Royal Commission report day 29 page 2

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The Royal Commission evidence for 14/6/1881

(full text transcription)

(see also introduction to day 29)

[[../../people/peN_P/oconnorPinsp.html|Insp Stanhope O'Connor]] 'giving evidence'

11449 Did he tell you he had written a letter to that effect?— Yes, and he showed me a lot of correspondence.

11450 Did he say double pay?— He said— “You will get double your fixed pay, and the allowance due to an officer of your rank in Victoria .”

11451 Did you get the double pay?— Yes.

11452 An allowance of 12s. a day?— Yes, 12s. one month, and 12s. 6d. another.

11453 Did you get an orderly?— No, I had one of my own men.

11454 Was there any provision made for the statement that you then were on leave from the colony or any memo. made of the position you still held—was it understood that in the event of any vacancies occurring your promotion should go on in your absence?— Certainly; I was down on the roll of officers as if I was doing duty in Queensland.

11455 So that if any vacancy occurred by death, or otherwise, your absence would not prevent your getting promotion?— No.

11456 And you left the Queensland force voluntarily?— Well, hardly that. When I proceeded to Brisbane , after the Kelly Glenrowan affair, I took everything over with me.

11457 Did you proceed to Brisbane by orders?— I did.

11458 You stated you were about proceeding to Brisbane on a letter of recall—have you that letter?— It was upon a telegram.

11459 Have you that telegram?— I think it is there. No; I believe it was not a telegram. I believe it was a telegram from my Government stating that Captain Standish had received orders to at once allow us to return.

11460 “ Brisbane . To Inspector O'Connor. Leave will be granted to return if required. June 5th 1880 ”?— Yes, that was in reference in an application of mine, I believe.—[The telegram was shown to the witness.]

11461 There is the 14th before— “You will receive instructions from Captain Standish, who has been requested to send you back as soon as convenient. The leave you ask cannot be granted, you must accompany boys”?— That telegram was in reply to a semi-official note of mine to the Commissioner in Queensland . I stated about the way this boy had been taken from me, and that I considered the Chief Commissioner here was simply making a catspaw of us—would keep us until he got the other men over, and then give us the kick-out. I explained that to Mr. Seymour, the Commissioner of Police, and that telegram came.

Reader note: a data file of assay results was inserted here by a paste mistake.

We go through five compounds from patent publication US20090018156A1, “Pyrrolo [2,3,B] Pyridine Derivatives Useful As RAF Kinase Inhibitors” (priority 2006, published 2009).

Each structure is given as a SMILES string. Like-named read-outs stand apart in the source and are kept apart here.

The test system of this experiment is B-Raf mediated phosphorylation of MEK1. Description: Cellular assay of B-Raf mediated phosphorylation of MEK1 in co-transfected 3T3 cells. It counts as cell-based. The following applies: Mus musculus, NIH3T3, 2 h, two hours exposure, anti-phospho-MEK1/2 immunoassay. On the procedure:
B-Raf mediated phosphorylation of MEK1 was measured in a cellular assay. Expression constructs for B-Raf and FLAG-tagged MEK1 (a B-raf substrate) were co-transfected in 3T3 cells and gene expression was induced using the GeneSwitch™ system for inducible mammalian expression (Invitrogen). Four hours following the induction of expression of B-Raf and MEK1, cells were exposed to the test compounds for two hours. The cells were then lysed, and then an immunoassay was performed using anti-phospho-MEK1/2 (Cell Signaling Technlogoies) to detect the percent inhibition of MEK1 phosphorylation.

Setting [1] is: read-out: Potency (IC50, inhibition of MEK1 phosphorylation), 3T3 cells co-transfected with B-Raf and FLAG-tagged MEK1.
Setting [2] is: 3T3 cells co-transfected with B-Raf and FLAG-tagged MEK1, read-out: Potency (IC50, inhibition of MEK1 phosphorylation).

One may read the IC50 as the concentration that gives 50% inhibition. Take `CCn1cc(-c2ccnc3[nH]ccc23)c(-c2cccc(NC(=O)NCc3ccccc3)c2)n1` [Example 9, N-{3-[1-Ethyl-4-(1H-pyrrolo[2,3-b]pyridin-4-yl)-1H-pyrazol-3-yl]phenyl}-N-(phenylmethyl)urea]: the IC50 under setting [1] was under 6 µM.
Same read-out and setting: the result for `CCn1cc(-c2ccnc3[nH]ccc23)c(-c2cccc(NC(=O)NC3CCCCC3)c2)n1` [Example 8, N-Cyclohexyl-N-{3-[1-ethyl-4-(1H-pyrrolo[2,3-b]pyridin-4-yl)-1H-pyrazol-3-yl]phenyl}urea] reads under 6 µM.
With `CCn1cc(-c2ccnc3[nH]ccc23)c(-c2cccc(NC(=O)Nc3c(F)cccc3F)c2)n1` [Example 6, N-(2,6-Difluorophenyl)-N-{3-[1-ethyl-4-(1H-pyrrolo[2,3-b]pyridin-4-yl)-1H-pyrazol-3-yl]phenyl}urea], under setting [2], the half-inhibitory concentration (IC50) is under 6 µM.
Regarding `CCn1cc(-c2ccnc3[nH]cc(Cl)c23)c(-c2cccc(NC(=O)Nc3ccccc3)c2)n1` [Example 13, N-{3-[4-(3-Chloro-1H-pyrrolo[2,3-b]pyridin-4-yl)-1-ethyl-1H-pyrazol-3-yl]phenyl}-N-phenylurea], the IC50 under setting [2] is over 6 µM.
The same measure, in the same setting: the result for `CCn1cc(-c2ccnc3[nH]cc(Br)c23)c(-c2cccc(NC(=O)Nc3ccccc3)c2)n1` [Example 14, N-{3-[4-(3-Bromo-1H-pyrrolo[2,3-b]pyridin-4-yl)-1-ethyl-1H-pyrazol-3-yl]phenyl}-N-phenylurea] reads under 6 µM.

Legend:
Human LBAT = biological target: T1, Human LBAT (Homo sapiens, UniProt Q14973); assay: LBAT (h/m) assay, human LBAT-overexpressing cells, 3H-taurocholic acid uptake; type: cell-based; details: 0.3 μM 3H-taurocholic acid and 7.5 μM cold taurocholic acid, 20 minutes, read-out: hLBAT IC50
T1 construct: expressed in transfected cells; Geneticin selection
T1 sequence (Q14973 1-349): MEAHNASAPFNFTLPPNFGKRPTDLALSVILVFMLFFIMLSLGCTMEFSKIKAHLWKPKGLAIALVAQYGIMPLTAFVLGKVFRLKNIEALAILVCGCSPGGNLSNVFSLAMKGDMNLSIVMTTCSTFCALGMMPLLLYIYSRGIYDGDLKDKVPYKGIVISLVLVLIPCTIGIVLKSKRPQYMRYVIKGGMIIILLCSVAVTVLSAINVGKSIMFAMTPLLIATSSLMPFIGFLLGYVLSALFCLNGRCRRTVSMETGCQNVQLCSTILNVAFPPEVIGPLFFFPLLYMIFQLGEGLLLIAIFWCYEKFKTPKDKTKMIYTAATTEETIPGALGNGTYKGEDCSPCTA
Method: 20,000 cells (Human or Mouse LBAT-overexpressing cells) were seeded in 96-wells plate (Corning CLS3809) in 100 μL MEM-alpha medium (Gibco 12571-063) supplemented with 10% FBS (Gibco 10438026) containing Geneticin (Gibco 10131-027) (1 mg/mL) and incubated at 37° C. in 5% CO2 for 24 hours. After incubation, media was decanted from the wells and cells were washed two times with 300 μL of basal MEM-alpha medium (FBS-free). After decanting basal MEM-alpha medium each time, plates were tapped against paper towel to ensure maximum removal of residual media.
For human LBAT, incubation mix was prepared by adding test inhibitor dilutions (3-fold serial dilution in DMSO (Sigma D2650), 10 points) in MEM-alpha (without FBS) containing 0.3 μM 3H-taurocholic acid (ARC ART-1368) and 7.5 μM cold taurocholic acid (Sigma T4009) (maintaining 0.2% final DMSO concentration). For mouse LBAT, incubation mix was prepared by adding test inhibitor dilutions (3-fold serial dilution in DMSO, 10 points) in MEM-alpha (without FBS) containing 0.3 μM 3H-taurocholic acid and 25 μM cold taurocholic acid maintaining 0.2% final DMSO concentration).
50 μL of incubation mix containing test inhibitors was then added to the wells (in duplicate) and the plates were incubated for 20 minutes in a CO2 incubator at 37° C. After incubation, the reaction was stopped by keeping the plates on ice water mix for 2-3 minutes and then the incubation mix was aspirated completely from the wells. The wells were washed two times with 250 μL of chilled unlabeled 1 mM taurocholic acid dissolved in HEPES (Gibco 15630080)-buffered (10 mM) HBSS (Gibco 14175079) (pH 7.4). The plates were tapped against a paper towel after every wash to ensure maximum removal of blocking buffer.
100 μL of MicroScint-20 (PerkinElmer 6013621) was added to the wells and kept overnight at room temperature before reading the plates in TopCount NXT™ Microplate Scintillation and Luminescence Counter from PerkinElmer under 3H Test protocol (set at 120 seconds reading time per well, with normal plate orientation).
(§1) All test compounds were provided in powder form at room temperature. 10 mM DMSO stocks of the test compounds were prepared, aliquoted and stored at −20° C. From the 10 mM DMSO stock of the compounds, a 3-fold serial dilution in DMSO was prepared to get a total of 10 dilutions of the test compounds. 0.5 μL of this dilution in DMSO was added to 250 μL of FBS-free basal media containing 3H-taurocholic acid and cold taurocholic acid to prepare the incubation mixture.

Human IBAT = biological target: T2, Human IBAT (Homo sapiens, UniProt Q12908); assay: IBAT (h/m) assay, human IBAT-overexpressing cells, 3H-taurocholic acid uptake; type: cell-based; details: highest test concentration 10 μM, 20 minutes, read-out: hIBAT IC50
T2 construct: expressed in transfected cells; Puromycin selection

11462 That implies you asked for leave of absence?— On the 14th, that was a reply to my letter. I then sent another telegram.

11463 Mr. O'Connor to Commissioner of Police, Brisbane , 14th June— “Of course will accompany troopers, but request leave such time as required to arrange affairs. Will pay for boys myself during leave”?— Yes, this is the reply— “You must return with troopers without delay on receiving instructions from Captain Standish. Leave will be granted you to return if required.”

11464 Where was King?— He misbehaved himself at the Lancefield bank robbery trip, and I recommended his dismissal, and he was dismissed in Queensland; and eventually on the recommendation of Captain Standish he was taken on with his rank taken from him, and he went into the police as a constable.

11465 King being away, if the Queensland trackers were ordered back, unless you went with the they would be without an officer?— Yes.

11466 In your letter dated 7th September 1880 , you say, speaking of Captain Standish— “ ‘He made a series of communications to the Queensland Government, tending to depreciate me and to remove the men from my control and supervision. This was done without my knowledge, and, consequently, I had no opportunity of explaining to my Commissioner.’ Captain Standish's communications were these, and I may state that I applied for them to the Queensland Government, whom I am representing officially now, and they evidently misunderstood, and sent me the wrong letters, not the ones I asked for; so, if the Commission wish for them, it will be fully a fortnight before I can get them.” Have you those letters now?— No, I have not.

11467 Have you applied for those?— I have.

11468 What was the answer?— The answer to the last telegram I have never received, but I have applied several times.

11469 Have you got a copy of the letter you wrote applying for those communications that you think were sent unfairly by Captain Standish?— I wired sometime in August, and the reply was a private letter from Mr. Barron, the Acting Commissioner, dated 6th August 1880, stating that he had not succeeded in obtaining them.

11470 What was the nature of Mr. Ramsay's communication?— A letter from Mr. Ramsay to the Government, stating my services here and what he thought of them. Then I sent another telegram stating; that was not what I wanted, and received a reply dated January 11th 1881 , stating the necessary papers had been posted on that day. Those were not the papers that I wanted, and I then sent another application for them, dated March 17th 1881 . Then he sent me an answer to that— “Copy of papers required posted this evening,” that is March 18th, the next day.....

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